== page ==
That data can identify demographic shifts over time and help decided where party resources should be targeted. “Having visibility of all the data can help both political parties in understanding opportunities in areas that have shifted,” Carnahan said.

Martin said the party spends time and money trying to get party preference information on the state’s voters, but estimates that he has no information on between 30 percent and 40 percent of voters. The presidential primary list, like caucus sign-in sheets, “will be used by our local units to recruit people to volunteer and run for office and become active members of our party,” he said. “Caucuses in the past and now primaries, in addition to being a nominating process, they’re also a party building exercise. It gives us a new list of people to approach to be volunteers and become activists.”

Martin said he isn’t yet sure what he would do with the GOP voter list but said it could help identify more of those 30 percent to 40 percent of voters that are political mysteries to the party. “Something like this helps reduce that,” he said.


Will the pot parties get the lists?

There was some uncertainty after the bill language emerged from the Legislature’s conference committee negotiations last month as to whether two newly minted “major parties” will get the same voter data as the DFL and the GOP.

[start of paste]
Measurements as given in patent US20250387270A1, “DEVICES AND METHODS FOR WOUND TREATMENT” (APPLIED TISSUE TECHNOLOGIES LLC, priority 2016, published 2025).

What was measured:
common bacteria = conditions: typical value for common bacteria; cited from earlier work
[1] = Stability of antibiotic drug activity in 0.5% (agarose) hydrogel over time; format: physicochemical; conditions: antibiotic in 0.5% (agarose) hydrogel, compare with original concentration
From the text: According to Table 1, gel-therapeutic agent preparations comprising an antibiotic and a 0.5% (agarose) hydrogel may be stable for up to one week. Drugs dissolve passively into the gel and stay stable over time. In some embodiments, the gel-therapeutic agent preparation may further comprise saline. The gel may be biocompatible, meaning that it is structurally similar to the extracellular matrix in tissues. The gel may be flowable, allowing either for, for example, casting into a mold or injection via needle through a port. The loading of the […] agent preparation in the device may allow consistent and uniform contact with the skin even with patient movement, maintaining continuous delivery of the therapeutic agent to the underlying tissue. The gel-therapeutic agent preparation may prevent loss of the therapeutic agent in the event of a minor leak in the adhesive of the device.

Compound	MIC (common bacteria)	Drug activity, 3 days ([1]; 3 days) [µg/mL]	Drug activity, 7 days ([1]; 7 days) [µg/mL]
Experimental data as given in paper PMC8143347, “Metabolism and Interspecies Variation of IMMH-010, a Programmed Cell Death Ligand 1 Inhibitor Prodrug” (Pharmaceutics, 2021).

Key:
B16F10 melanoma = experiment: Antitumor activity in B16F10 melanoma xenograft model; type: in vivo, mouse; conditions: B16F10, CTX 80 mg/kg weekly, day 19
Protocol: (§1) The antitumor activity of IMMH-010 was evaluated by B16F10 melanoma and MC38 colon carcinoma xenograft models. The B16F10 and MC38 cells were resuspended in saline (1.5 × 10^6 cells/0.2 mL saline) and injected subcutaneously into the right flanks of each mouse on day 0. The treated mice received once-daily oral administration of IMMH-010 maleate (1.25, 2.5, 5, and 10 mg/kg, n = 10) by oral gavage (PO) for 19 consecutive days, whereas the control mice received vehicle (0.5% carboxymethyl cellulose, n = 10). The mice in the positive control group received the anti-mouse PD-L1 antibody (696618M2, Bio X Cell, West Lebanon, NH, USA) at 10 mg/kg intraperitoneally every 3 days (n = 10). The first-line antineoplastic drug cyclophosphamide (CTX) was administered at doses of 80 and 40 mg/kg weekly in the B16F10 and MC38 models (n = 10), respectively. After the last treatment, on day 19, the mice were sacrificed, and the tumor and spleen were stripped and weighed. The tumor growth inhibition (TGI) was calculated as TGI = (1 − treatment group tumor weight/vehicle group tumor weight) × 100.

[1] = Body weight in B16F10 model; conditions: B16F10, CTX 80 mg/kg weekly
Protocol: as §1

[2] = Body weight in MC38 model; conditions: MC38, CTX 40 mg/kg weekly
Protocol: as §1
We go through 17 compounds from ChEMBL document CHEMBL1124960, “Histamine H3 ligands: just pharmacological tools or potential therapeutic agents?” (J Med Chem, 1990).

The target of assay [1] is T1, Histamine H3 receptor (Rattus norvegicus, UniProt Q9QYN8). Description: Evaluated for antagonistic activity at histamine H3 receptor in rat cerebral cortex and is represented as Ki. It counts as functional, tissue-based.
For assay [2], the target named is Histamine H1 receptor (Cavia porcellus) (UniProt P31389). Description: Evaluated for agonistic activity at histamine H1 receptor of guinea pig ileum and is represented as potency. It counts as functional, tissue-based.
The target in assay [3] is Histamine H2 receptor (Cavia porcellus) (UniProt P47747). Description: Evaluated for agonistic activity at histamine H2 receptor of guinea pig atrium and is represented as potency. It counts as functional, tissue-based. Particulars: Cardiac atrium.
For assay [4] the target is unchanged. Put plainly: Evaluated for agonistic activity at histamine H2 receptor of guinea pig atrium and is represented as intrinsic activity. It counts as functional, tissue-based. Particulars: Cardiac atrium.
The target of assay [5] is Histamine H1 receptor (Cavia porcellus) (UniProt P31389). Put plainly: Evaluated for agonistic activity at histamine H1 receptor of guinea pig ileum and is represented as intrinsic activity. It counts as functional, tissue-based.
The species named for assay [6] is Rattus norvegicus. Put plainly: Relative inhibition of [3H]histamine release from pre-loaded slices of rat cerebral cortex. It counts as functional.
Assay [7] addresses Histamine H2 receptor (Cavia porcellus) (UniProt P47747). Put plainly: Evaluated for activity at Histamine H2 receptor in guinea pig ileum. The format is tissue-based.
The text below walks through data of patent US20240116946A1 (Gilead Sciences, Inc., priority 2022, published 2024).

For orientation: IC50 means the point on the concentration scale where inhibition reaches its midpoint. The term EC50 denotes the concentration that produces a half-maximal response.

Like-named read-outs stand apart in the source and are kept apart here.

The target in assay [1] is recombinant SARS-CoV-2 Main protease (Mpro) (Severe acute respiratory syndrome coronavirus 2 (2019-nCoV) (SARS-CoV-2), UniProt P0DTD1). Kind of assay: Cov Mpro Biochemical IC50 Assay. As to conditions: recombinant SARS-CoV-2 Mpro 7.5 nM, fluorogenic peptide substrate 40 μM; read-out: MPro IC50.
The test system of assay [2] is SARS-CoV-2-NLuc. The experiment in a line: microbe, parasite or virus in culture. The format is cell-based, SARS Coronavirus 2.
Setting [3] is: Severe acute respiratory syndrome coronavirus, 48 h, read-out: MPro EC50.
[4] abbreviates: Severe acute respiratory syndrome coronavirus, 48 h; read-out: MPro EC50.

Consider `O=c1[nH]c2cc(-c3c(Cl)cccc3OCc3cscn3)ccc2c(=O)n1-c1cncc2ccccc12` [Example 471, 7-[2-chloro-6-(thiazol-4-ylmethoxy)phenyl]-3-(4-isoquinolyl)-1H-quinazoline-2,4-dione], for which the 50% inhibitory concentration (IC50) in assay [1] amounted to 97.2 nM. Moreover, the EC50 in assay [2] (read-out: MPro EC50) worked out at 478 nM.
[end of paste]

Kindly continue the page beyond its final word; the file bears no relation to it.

Those parties, which both advocated for legalization of recreational marijuana, fielded candidates for attorney general (the Grassroots-Legalize Cannabis Party) and state auditor (Legal Marijuana Now Party). Both received more than 5 percent of the votes cast, the threshold under state law for gaining major party status.

Ken Martin
Ken Martin
Yet the new law states that it applies only to those major political parties that select delegates to send to a national convention. “This chapter only applies to a major political party that selects delegates at the presidential nomination primary to send to a national convention,” it  notes. “A major political party that does not participate in a national convention is not eligible to participate in the presidential nomination primary.”

That suggests that being a major party isn’t enough to qualify for the lists, but there is no clarification in Minnesota law as to what a national convention might look like — or whether these parties could select delegates for such a convention at the state primary.

Even so, via email Simon spokesman Ben Petok said this week that ALL major parties get ALL party data, regardless of whether a major party fields a candidate or not.”

DFL Chair Martin said he disagrees with that interpretation. “We have a different reading of the statute than Secretary Simon’s office and we believe the statute is clear that you have to participate in the presidential primary to receive a copy of another party’s list,” he said.  “It could potentially open them up to a lawsuit.”

Comments (16)

  1. Submitted by Nathan Bowe on 06/06/2019 - 11:17 am.

    As nice as it is for the political parties to be able to use this information to target voters (hopefully in a positive, ethical way) this new law effectively disenfranchises everybody who needs to keep their political preference undisclosed for professional reasons. The loss of privacy makes this a bad law.